Jury finds Monsanto liable in the first Roundup cancer trial – here's what could happen next
Posted by admin on 12th August 2018
| 61 views

In the first of many pending lawsuits to go to trial, a jury in San Francisco concluded on Aug. 10 that the plaintiff had developed cancer from exposure to Roundup, Monsanto’s widely used herbicide, and ordered the company to pay US$289 million in damages.

The plaintiff, Dewayne Johnson, had used Roundup in his job as groundskeeper in a California school district. He later developed non-Hodgkin lymphoma. The jury awarded Johnson $39 million in compensatory damages to cover pain, suffering and medical bills due to negligence by Monsanto, plus an additional $250 million in punitive damages.

This means the jury wanted to punish Monsanto because members believed the company deliberately withheld from the public scientific knowledge that glyphosate, the active ingredient in Roundup, was a cancer danger. The size of the damages awarded indicates that the jury was not persuaded by Monsanto’s expert witnesses.

Product liability lawsuits are an important part of American culture. There are many examples of companies knowingly adding toxic agents to their products. So there must be a process for aggrieved individuals who have been harmed to hold these companies accountable.

On the other hand, a lawsuit can be brought against any company for any reason, and some may be frivolous. It is an unfortunate comment on our health care system that so many people are uninsured, and if struck by a dreaded disease, must seek money to deal with it somehow from somewhere.

In many instances it is simply unknown whether a product and its contents are a danger. This verdict is just the first in what could be a long legal battle over Roundup, and proving causality in such cases is not easy. But here are some observations from my own experience trying to help figure out why people get cancer.

Asbestos was widely used in flooring, walls, ceilings and pipes until the 1980s, when it was shown to cause lung cancer. Today workers removing asbestos from older buildings wear protective clothes and respirators.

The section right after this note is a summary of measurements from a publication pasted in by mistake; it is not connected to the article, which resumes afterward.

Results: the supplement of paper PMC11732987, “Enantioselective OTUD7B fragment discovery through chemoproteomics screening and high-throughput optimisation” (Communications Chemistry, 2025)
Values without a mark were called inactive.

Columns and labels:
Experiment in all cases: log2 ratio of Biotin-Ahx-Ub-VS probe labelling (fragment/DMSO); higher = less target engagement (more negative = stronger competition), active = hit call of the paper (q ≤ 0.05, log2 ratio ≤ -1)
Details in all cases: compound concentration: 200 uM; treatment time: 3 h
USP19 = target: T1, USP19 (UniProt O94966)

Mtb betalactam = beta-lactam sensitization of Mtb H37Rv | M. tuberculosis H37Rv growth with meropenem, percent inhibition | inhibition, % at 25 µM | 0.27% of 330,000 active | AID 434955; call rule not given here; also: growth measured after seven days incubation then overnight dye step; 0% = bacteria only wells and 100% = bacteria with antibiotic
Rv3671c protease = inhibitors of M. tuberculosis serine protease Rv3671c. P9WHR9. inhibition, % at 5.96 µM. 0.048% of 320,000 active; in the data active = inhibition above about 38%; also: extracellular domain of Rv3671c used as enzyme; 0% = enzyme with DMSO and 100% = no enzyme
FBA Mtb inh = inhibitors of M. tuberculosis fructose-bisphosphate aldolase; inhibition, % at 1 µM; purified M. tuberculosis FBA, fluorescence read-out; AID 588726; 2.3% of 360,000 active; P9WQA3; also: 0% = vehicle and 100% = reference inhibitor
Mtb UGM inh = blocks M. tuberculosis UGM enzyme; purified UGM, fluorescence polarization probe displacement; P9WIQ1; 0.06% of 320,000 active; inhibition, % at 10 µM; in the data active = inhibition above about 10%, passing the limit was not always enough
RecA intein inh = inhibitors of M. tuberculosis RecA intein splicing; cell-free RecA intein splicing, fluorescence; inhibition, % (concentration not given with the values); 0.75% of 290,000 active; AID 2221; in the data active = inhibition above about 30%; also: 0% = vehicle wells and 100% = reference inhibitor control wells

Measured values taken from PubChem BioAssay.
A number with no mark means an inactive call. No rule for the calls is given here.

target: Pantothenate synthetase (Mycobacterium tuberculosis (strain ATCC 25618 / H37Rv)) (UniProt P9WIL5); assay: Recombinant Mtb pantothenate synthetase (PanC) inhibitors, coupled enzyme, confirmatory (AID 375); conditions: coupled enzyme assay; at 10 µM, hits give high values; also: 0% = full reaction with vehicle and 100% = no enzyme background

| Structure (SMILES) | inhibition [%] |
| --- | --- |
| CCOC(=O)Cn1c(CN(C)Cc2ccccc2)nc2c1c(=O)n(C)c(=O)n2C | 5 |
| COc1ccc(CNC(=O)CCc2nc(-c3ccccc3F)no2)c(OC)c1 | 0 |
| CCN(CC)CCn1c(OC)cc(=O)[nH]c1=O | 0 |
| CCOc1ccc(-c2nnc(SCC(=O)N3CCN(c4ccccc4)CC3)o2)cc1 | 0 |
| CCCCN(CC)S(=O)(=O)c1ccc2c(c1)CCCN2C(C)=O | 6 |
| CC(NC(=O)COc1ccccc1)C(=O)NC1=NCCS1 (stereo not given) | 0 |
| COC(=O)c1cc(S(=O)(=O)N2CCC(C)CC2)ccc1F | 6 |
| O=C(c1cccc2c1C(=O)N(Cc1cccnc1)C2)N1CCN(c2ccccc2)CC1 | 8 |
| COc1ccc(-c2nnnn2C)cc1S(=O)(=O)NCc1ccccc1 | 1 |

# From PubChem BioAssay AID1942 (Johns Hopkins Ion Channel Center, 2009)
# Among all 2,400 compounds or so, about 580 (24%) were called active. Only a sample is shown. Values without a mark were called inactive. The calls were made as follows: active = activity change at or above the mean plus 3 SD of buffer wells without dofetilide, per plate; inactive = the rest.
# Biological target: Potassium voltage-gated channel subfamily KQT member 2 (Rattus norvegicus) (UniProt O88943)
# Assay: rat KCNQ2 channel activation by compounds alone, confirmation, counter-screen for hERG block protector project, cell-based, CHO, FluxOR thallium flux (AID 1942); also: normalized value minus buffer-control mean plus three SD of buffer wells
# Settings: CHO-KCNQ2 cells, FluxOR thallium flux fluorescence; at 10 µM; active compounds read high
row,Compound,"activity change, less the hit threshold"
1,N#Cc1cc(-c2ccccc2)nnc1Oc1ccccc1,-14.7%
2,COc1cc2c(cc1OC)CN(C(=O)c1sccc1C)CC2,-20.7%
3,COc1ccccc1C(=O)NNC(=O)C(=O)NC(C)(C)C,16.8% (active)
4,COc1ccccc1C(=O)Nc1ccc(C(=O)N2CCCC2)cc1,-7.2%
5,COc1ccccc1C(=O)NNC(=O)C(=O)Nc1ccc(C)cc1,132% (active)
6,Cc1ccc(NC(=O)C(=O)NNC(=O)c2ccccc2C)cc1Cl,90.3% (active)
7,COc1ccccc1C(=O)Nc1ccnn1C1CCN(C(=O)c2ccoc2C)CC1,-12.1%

US Army

How credible is the scientific case against Roundup?

Much of the plaintiff’s case was based on a widely criticized 2015 statement by the International Agency for Research on Cancer, part of the World Health Organization, that glyphosate was a “probable human carcinogen” (Group 2A on its scale). A classification of “human carcinogen” (Group 1) means that a panel of scientists convened by the IARC believes the agent is a cancer hazard to humans, like smoking and ionizing radiation. The 2A classification is not as strong. It means that there is credible evidence, but it does not reach the standard of “beyond a reasonable doubt.”

The IARC’s process for determining carcinogenicity has come under heavy criticism before. In particular, in the early 2000s some observers worried that industry was actually influencing the agency to downgrade its classification of chemical agents. In the Roundup cases, the accusation against the IARC cuts the other way. According to some accounts, it was biased against industry and sought a harsh classification for glyphosate.

The IARC has provided a detailed defense of its process in the glyphosate evaluation. It has also published a monograph on glyphosate with all the gory details of the science behind its evaluation.

I served on a monograph working group in 2007 for an IARC assessment of whether shift work was a potential cancer hazard. I have also participated in three other meetings sponsored by IARC over the years, so I have seen the agency’s process up close. In my view, IARC personnel go to great lengths to ensure objectivity and scientific rigor.

This does not mean that their classifications are the last word. In fact, the agency has often changed its classification of an agent based on new evidence after initial evaluation. Sometimes it has become more certain that the agent poses a hazard, but in other cases it has downgraded the hazard.

-->